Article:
The Grand Canyon
Grand Canyon © John Kees
A mile deep, 277 miles (446km) long, and up to 18 miles (29km) wide, the breath-taking grandeur of the Grand Canyon is so impressive that words simply cannot do it justice. One of the great natural wonders of the world, it was formed by the cutting action of the Colorado River over millions of years. The hard rock formations survive as great cliffs, pinnacles and buttes, and the different layers of rock span a range of colours: from purple, fiery-red and pastel-pink, to yellow, brown, grey and soft tones of blue.
Whether by foot or on horseback, from a plane or helicopter, aboard a raft down the mighty Colorado River or by merely gazing in awe from the rim, the canyon's seemingly infinite depths can be experienced in a variety of ways and is a sight not to be missed however one chooses to see it. The park receives hordes of visitors from around the world, who never fail to be transfixed by the sculpted rock shapes, the shifting colours that change with the light, and a tiny glimpse of the Colorado River far below.
The Grand Canyon National Park comprises two separate areas: the South Rim and the more remote North Rim. Separated by the 10-mile (16km) width of the canyon, it is a 215-mile (346km) drive from one Visitor Centre to the other. The South Rim is the most accessible and has more facilities, and as a result it attracts the bulk of visitors to its boundaries. The North Rim is higher in elevation, wetter, with thicker surrounding forests, is more remote, and is cut off by snowfall from October to May. Many people, however, prefer its comparative peacefulness and less-crowded lookouts.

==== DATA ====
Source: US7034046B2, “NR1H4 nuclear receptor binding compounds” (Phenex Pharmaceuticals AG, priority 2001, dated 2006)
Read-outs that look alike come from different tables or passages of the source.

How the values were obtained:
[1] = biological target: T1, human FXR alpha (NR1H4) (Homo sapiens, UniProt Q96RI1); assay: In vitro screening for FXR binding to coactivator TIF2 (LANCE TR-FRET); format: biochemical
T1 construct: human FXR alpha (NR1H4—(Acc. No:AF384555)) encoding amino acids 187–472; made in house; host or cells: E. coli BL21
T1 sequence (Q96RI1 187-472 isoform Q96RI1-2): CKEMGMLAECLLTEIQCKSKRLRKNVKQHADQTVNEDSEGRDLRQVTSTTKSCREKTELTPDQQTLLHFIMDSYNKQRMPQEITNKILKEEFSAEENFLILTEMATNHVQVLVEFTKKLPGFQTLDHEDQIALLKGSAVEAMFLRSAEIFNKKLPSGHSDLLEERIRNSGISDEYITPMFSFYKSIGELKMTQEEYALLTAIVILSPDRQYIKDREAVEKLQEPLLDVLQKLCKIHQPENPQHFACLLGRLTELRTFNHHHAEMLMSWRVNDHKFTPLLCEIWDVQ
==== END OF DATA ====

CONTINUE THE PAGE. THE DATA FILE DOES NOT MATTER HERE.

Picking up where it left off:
Grand Canyon West has recently opened the Grand Canyon Skywalk, a glass-bottomed, horseshoe shaped deck that juts almost 70 feet (21m) from the canyon's rim. It gives visitors the sensation of being suspended amid the canyon's towering red rock walls above a faint sliver of Colorado River flowing 4,000 feet (1,219m) below. There is an additional charge for the Skywalk, which is not for those with a fear of heights. Another great way to tour the Grand Canyon is on the Grand Canyon Railway, a vintage steam train that winds its way around the area.
Both rims have numerous drives and walkways along the edge with various scenic viewpoints, and some hiking trails into the canyon where one can overnight at Phantom Ranch on the canyon floor. The impact of more than four million visitors a year to the South Rim, especially during the busy summer months, is one of overcrowding and traffic congestion; but seeing for oneself one of the most spectacular examples of natural erosion in the world more than makes up for any inconvenience.
There are also several educational and cultural attractions at the Grand Canyon, including the Tusayan Museum and Ruin (near Desert View), the Yavapai Museum of Geology, and the Verkamps Visitors Center.